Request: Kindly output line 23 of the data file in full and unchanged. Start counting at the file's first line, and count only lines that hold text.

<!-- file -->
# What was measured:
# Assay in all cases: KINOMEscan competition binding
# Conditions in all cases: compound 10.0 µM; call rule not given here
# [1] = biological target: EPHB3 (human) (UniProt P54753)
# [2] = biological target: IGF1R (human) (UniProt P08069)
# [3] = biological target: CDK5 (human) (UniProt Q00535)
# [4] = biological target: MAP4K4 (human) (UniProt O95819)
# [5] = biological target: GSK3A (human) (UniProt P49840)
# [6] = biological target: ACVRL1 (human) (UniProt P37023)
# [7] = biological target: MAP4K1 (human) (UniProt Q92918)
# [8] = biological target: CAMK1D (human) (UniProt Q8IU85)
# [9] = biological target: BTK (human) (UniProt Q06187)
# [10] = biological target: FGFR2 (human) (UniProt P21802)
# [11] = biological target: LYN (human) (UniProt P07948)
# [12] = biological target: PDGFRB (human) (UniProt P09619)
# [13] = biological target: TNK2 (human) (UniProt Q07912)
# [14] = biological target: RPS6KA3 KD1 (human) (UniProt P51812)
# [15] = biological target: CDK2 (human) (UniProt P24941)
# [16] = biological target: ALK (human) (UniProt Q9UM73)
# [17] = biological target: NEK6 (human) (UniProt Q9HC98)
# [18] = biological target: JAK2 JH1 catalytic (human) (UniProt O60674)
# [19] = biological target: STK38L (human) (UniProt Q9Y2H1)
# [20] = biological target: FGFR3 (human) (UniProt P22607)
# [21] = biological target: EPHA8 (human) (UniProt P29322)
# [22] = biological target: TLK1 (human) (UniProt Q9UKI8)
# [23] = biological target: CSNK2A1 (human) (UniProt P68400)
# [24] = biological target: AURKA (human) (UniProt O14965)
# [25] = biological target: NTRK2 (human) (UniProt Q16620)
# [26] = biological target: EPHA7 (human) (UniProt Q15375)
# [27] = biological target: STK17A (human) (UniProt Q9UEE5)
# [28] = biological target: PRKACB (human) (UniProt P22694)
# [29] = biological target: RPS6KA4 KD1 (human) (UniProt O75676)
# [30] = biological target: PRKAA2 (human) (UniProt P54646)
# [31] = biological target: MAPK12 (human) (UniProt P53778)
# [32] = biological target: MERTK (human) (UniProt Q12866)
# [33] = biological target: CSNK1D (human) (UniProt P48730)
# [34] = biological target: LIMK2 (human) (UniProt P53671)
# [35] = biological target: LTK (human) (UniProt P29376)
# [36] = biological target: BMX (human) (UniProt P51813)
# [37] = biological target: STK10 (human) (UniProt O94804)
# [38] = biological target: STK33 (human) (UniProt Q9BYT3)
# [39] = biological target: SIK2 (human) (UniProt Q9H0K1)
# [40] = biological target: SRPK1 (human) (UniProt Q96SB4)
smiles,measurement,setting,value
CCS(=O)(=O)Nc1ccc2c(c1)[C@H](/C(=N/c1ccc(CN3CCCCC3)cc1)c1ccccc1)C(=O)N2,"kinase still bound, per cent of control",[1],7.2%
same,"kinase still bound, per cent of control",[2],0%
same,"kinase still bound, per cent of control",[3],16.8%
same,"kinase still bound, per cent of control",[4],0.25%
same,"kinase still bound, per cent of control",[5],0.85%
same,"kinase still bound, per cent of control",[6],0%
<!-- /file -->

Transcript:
# [20] = biological target: FGFR3 (human) (UniProt P22607)